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Pitch Count

SPORTS
April 4, 2013 | By Matt Gelb, Inquirer Staff Writer
ATLANTA - Charlie Manuel raised his left arm at 8:38 p.m. Wednesday and looked to the bullpen. The steady rain that dampened Turner Field persisted. The gloom extended north to Philadelphia. With one out in the fourth inning of a 9-2 Phillies loss to Atlanta, Roy Halladay capitulated. He ditched the weapons that, for a decade, armed a dominant pitcher. When Halladay threw his fastball, Braves hitters mashed it. The constant diet of off-speed pitches elicited strikeouts, but at the cost of a rising pitch count.
NEWS
May 29, 2012 | By Marc Narducci, INQUIRER STAFF WRITER
NEW YORK - It was the perfect time for a breakout, a team dealing with more injury issues and a player mired in one of the mini slumps that mark the long 162-game season. Ty Wigginton brought back memories of yesteryear, or at least April, and his career day couldn't have occurred at a more opportune time. Wigginton went 3 for 3 with a double, home run and a career-high six RBIs as the Phillies beat the New York Mets, 8-4, in a Memorial Day afternoon matchup at Citi Field.
NEWS
June 26, 2012 | By Bob Brookover, INQUIRER STAFF WRITER
It was a #badloss, and the line of questioning afterward appealed to Charlie Manuel about as much as his late-inning bullpen bridge to closer Jonathan Papelbon. Already grumpy after watching Antonio Bastardo turn seven shutout innings from Cole Hamels into a 3-1 deficit in the top of the eighth inning, Manuel also had to answer for his own handling of the bench Sunday as the Phillies tried to rally in the bottom of the eighth in the first game of a doubleheader. "You guys ought to sit in the dugout with me and give me all the scenarios if you don't think I know them," the manager told reporters, mixing his Southern drawl with biting sarcasm.
NEWS
April 5, 2012
PITTSBURGH - Closers are different. That is a fact acknowledged by everyone who has ever set foot in a baseball clubhouse. What's amazing is that they can be different in so many different ways. "He's typical, I guess," Roy Halladay said Thursday after he combined with new closer Jonathan Papelbon to blank the Pittsburgh Pirates in the Phillies' 1-0 opening-day victory at PNC Park. Halladay meant that Papelbon was typical because he has proven to be every bit as different as every closer he has met during his well-decorated career.
SPORTS
August 27, 2013 | BY JOHN MURROW, Daily News Staff Writer murrowj@phillynews.com
A LITTLE BIT of run support was all the Doc had ordered. Roy Halladay returned to a big-league mound a bit earlier than expected as he joined the Phillies following a historic 18-inning loss Saturday night in which yesterday's scheduled starter was used in relief. Halladay had been scheduled to make a rehab start yesterday at Double A Reading. The two-time Cy Young Award winner outpitched Arizona ace lefthander Patrick Corbin in the Phillies' 9-5 victory yesterday afternoon. Halladay walked off the field after a scoreless sixth inning to his second standing ovation of the afternoon, his pitch count at 94. The 36-year-old's day was done after holding the Diamondbacks to two runs on four hits and two walks, with two strikeouts.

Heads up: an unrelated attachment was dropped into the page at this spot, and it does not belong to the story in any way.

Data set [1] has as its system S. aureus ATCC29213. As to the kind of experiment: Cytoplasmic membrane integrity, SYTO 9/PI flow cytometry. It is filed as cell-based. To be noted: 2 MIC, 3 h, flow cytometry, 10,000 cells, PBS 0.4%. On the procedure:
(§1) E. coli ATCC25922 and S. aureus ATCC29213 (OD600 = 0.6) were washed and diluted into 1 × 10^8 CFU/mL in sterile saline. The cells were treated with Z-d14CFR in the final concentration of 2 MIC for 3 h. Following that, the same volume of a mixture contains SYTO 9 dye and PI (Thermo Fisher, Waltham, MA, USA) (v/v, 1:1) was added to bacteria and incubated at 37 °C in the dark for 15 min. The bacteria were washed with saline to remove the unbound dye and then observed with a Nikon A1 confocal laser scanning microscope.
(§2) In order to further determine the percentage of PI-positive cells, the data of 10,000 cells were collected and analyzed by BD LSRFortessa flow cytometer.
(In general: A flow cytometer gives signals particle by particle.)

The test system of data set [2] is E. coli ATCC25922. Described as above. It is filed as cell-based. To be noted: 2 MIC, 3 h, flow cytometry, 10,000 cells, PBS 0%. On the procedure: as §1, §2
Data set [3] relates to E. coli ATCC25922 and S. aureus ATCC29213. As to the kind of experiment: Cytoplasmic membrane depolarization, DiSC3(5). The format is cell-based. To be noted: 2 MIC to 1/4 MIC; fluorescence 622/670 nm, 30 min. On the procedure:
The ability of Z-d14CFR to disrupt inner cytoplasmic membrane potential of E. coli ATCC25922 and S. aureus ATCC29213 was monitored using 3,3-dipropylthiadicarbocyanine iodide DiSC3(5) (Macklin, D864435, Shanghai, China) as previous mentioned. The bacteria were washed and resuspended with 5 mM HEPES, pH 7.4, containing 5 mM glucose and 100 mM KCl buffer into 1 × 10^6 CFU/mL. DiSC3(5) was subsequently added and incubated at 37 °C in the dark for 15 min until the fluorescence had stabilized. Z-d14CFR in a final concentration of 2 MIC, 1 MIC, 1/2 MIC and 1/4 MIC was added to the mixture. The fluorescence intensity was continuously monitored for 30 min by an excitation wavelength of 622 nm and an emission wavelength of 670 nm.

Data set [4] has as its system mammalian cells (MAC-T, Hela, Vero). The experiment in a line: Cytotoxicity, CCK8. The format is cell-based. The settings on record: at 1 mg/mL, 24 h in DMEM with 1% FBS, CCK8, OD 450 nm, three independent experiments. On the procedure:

SPORTS
April 5, 2013 | By Phil Sheridan, Inquirer Columnist
ATLANTA - It is an obituary nobody wants to write, and only Roy Halladay can prevent it from being written. He forced us all to sharpen our pencils Wednesday night. If the question before this start was whether Halladay would be closer to his vintage self now that the games count, it is now this: If he isn't going to be that pitcher again, can he learn how to be effective in a different way? The guess here is that the answer will turn out to be yes. Halladay is just too competitive, too dedicated to his craft to be daunted by this challenge.
SPORTS
June 9, 2013 | By Matt Gelb, Inquirer Staff Writer
MILWAUKEE — Cliff Lee's left arm had thrown 101 high-stress pitches when he assumed his spot in the on-deck circle Friday. He flicked his bat through the crisp Midwestern air when a fan's voice caught his attention. A boy wearing a blue Brewers jersey offered red licorice in the seventh inning. Lee grabbed a piece, ate it, and nodded his head as the small swath of fans applauded. This is when a 5-4 Phillies loss started to sour. Three of the Phillies' best relievers were unavailable.
NEWS
April 1, 2011
By Jim Kaplan Will we ever see another pitching duel? I don't mean what passes for one these days - with starters lasting six, seven, or eight innings before invariably giving way to the bullpen. I'm referring to the days when two grizzled pitchers strapped on their gloves expecting to work into extra innings if that's what it took to finish the game. Ever since I began researching the mother of all pitching duels - the 1963 16-inning classic waged by Hall of Famers Juan Marichal of the Giants (227 pitches)
SPORTS
April 8, 2013 | BY DAVID MURPHY, Daily News Staff Writer dmurphy@phillynews.com
TAKE AWAY a gem of a performance by Cliff Lee and a bases-clearing, pinch-hit double by Kevin Frandsen and the Phillies would be 0-6 heading into Roy Halladay's scheduled start against the Mets on Monday night. So things could be worse. But in the wake of a 9-8 loss to the Kansas City Royals that featured their second implosion in 3 days, they also could be much, much better. The root cause of the Phillies' fourth loss of the season was simple: Cole Hamels did not have as much success adapting to umpire Eric Cooper's strike zone as did Royals righthander James Shields, who allowed four runs in the first inning and then put up zeroes in the next five.
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